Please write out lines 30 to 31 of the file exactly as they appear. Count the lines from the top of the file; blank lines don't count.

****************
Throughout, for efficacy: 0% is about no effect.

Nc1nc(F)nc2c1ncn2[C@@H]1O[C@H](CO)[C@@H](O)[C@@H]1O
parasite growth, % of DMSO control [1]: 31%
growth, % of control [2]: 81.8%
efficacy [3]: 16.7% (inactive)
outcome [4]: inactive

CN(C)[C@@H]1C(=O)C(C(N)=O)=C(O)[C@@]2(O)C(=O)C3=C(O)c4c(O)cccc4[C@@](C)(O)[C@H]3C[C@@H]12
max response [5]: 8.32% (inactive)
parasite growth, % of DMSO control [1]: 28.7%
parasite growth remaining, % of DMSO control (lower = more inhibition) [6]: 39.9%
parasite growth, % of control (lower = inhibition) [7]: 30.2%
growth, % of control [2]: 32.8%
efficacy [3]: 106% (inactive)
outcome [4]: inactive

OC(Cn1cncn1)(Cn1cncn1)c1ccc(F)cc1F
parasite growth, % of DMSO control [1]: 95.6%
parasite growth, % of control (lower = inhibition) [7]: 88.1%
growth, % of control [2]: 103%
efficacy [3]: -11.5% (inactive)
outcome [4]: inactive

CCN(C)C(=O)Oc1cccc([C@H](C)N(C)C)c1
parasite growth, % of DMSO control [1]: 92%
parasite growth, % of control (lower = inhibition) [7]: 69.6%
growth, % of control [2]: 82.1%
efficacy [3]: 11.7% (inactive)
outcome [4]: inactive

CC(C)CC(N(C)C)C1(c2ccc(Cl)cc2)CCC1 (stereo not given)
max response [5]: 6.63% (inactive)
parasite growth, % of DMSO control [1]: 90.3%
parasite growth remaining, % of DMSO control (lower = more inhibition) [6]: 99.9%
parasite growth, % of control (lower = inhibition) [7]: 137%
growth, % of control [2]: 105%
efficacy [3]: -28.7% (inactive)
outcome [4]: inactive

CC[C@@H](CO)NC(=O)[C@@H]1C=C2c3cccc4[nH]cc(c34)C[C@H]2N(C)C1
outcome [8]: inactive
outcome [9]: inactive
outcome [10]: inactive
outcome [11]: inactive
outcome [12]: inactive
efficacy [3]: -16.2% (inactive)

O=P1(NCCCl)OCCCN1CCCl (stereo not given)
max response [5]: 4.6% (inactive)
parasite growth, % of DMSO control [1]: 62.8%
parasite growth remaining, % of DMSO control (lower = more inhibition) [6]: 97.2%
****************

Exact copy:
parasite growth remaining, % of DMSO control (lower = more inhibition) [6]: 99.9%
parasite growth, % of control (lower = inhibition) [7]: 137%